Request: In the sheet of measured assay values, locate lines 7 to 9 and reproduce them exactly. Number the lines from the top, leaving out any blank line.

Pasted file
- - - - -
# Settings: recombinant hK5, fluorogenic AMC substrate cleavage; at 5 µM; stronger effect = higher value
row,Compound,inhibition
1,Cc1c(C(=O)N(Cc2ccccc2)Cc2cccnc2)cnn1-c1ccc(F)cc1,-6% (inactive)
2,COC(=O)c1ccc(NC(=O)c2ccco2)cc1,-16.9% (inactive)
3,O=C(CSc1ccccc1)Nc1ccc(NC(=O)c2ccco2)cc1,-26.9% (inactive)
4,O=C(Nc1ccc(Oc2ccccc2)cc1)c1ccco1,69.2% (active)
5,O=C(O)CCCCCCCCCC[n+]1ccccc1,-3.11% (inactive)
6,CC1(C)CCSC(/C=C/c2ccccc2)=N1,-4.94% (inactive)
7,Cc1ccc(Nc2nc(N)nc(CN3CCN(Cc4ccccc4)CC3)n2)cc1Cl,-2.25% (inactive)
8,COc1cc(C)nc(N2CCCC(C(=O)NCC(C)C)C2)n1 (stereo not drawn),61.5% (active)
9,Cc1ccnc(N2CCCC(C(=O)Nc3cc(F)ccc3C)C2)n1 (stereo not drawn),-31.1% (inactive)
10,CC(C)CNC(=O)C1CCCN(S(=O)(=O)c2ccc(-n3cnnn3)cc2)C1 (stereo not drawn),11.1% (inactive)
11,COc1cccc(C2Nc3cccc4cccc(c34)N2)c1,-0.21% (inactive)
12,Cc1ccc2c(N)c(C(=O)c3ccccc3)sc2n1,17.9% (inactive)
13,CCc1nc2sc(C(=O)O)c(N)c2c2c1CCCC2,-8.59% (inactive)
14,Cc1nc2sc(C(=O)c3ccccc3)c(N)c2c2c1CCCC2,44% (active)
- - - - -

5,O=C(O)CCCCCCCCCC[n+]1ccccc1,-3.11% (inactive)
6,CC1(C)CCSC(/C=C/c2ccccc2)=N1,-4.94% (inactive)
7,Cc1ccc(Nc2nc(N)nc(CN3CCN(Cc4ccccc4)CC3)n2)cc1Cl,-2.25% (inactive)